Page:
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Climate Change News

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  • A study in 2007 of 141 countries over the period 1981 to 2002 shows that in societies where the socioeconomic status of women is low, natural disasters kill more women than men, both directly and indirectly via related post-disaster events.
  • A Berkley study in the Philippines found that while officials report roughly 740 deaths on average every year due to typhoon exposure in the Philippines, post-typhoon mortality among baby girls is approximately 15 times higher than that.

Disasters are regularly in the news — from hurricanes to earthquakes to, droughts to chemical explosions — and they are as diverse as their impacts, which can disrupt the economy, the environment, infrastructure, people and livelihoods. No person, country or sector is immune, but the type and degree of impacts are variable. Women and girls are among the most negatively impacted by disasters: not due to any inherent vulnerability but as a result of social construction of gender norms and the related power imbalance in which women often have limited access to and control over resources.

In most societies, women are responsible for the majority of unpaid domestic and care work. And in many cases, women work a triple shift: productive work in the formal or informal sector; reproductive work associated to the household (cooking, cleaning, providing water and fuel, caring for children, the elderly and the sick); and community management roles (volunteer work in community management). This workload can impede enough time for sleep, and can impact a woman’s health and resilience to shocks and stressors. But add to that other inequalities that women face in terms of access to their human rights in the form of decent paid work, land tenure, health care including sexual and reproductive health, education, water and sanitation, freedom from sexual and other violence, a healthy environment, etc., and the shock of a disaster can be a major setback.

A body of research shows the impacts of disaster are differentiated, with particular issues for women that include increased domestic violence and sexual assault in emergency shelters. But gender-disaggregated data is still not collected regularly enough to give a full picture of the impacts of disasters on women and girls, not to mention on LGBTIAQ+, indigenous, disabled or older persons, or migrants/refugees.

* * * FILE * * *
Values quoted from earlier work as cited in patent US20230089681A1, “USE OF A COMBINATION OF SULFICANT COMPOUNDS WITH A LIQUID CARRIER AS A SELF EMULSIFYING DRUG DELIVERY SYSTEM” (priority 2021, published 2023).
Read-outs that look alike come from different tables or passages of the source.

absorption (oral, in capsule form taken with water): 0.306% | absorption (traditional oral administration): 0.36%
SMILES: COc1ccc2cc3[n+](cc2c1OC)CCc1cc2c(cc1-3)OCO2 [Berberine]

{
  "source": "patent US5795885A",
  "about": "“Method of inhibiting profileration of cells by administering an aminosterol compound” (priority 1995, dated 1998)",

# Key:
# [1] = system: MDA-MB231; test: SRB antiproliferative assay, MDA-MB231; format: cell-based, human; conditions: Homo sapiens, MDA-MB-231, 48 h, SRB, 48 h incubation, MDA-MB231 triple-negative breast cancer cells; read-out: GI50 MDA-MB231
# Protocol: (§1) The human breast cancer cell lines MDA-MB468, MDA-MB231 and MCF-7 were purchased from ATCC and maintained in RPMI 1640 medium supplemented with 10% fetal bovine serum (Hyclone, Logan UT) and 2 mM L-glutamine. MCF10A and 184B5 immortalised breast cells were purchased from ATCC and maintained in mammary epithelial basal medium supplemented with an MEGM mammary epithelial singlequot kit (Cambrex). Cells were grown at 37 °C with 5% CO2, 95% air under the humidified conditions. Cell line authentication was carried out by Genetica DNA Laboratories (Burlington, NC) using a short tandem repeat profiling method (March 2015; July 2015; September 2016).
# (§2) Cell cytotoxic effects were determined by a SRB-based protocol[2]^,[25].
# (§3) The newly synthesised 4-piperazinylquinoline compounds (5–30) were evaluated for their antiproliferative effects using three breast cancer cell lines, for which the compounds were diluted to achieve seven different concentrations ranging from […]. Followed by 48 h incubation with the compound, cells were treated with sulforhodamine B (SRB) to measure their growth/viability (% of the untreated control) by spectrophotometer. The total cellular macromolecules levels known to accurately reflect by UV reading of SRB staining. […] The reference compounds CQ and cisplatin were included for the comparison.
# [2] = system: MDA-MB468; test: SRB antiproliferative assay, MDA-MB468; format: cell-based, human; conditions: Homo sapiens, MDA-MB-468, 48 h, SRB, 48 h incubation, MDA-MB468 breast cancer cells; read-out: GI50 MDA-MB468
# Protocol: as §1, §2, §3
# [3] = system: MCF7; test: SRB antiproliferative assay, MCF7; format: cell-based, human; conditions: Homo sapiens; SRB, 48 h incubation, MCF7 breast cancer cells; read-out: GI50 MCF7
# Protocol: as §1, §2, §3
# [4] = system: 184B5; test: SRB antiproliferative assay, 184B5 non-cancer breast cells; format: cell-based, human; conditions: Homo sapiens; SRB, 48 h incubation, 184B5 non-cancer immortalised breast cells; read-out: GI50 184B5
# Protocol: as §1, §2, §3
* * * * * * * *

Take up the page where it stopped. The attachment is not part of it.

The hard economic data that is collected in the short-term to measure progress on the expansive commitments of the Sendai and SDG frameworks does not capture many of the risks and impacts that are complex and secondary to the disaster in question, such as job and livelihood loss, displacement, migration, health, infant mortality and food security, and which highly impact women as a result of systemic discrimination. Women’s rights and feminist advocates, activists, and researchers have advocated for decades for better data as well as resources to meet gender commitments.

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Read more: Climate-Induced Disasters Affect Women & Girls First

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Many people are already facing the impacts of a changing climate and need help adjusting now, world leaders assert.

Read more: Bill Gates launches effort to help the world adapt to climate change

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In a landmark report released by the UN Intergovernmental Panel on Climate Change (IPCC), experts have warned that urgent actions are needed if we are to keep global warming below 1.5°C to prevent catastrophic environmental collapse that would impact on the health, livelihoods, food security and economic growth of vulnerable communities around the world.

Read more: One key to change is on our plates

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It is imperative that we breed new varieties of plants to make agriculture more sustainable, given increasing food demand and a warming climate. Until recently, mutations and classical breeding techniques were sufficient to breed new varieties. At the end of the 20th century, tissue culture, gene transfer, and other molecular biologic developments entered the picture. In the past decade, a variation on mutation has emerged. We now see thousands of new plant varieties that were bread using artificial mutation with X or gamma rays or colchicine application. A mutation is a spontaneous or purposeful change in one of the genes of a living organism.

Read more: Countering the impact of climate change through new breeding techniques

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Stephanie Dickson, founder of Green Is The New Black Asia

When Stephanie Dickson landed her dream job straight out of college, she thought she had it made.

She had fantasized her whole life about working in fashion and, suddenly, she had a job that allowed her to do that, organizing some of the industry's biggest events across Asia.

But then one day the veil fell, and Dickson realized the job she had dreamed of was not what it seemed.